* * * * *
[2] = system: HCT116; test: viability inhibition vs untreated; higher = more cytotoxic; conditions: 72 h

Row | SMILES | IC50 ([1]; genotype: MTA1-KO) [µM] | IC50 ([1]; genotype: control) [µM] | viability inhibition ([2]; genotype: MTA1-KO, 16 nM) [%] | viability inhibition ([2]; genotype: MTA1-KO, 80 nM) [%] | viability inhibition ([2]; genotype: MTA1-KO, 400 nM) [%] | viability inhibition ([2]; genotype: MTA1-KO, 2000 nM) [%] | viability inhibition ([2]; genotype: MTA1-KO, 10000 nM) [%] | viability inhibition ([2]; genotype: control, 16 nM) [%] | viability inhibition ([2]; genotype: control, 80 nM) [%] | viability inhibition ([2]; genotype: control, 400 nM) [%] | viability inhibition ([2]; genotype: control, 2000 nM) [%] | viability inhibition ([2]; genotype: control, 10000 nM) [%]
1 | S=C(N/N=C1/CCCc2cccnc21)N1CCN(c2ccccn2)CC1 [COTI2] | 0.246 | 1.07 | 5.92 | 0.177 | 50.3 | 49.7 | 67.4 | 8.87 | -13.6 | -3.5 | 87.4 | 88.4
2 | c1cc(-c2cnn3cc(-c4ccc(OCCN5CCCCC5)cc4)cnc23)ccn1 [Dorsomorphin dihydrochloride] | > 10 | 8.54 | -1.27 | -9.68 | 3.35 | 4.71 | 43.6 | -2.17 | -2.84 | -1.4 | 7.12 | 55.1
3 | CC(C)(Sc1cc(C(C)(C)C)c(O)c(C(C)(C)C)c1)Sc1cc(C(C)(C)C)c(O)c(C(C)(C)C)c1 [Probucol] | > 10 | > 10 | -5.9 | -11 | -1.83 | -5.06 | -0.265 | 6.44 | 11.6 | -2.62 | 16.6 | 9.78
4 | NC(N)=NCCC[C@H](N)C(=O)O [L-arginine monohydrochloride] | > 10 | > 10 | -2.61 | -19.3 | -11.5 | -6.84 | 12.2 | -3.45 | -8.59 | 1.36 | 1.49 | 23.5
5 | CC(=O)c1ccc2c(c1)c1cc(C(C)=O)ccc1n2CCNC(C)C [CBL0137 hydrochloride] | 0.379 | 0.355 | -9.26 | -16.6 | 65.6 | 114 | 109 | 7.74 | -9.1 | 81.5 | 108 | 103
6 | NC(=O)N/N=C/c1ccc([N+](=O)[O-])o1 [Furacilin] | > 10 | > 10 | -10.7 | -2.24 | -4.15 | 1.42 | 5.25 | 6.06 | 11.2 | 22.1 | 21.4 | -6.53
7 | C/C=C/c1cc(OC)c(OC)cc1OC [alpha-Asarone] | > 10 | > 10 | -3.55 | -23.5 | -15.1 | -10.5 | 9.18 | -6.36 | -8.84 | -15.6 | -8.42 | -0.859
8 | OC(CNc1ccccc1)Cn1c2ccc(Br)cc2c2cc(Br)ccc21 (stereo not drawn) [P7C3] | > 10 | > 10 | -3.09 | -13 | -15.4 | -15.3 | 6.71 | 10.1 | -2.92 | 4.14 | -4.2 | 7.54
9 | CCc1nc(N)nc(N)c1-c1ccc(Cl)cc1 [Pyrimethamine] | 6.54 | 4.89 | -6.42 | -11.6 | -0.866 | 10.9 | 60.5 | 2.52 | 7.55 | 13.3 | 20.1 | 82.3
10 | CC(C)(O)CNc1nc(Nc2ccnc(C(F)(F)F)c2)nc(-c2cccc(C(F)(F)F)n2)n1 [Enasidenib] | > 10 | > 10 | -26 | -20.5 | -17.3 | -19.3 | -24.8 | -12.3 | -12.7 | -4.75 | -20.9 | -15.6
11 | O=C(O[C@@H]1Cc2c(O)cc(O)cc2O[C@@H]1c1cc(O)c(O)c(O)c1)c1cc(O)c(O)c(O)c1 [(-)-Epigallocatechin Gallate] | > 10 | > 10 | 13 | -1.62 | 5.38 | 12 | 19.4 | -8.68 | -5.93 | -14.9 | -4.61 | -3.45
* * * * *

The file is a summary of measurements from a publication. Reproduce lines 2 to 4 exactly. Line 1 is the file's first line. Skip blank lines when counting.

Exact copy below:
Row | SMILES | IC50 ([1]; genotype: MTA1-KO) [µM] | IC50 ([1]; genotype: control) [µM] | viability inhibition ([2]; genotype: MTA1-KO, 16 nM) [%] | viability inhibition ([2]; genotype: MTA1-KO, 80 nM) [%] | viability inhibition ([2]; genotype: MTA1-KO, 400 nM) [%] | viability inhibition ([2]; genotype: MTA1-KO, 2000 nM) [%] | viability inhibition ([2]; genotype: MTA1-KO, 10000 nM) [%] | viability inhibition ([2]; genotype: control, 16 nM) [%] | viability inhibition ([2]; genotype: control, 80 nM) [%] | viability inhibition ([2]; genotype: control, 400 nM) [%] | viability inhibition ([2]; genotype: control, 2000 nM) [%] | viability inhibition ([2]; genotype: control, 10000 nM) [%]
1 | S=C(N/N=C1/CCCc2cccnc21)N1CCN(c2ccccn2)CC1 [COTI2] | 0.246 | 1.07 | 5.92 | 0.177 | 50.3 | 49.7 | 67.4 | 8.87 | -13.6 | -3.5 | 87.4 | 88.4
2 | c1cc(-c2cnn3cc(-c4ccc(OCCN5CCCCC5)cc4)cnc23)ccn1 [Dorsomorphin dihydrochloride] | > 10 | 8.54 | -1.27 | -9.68 | 3.35 | 4.71 | 43.6 | -2.17 | -2.84 | -1.4 | 7.12 | 55.1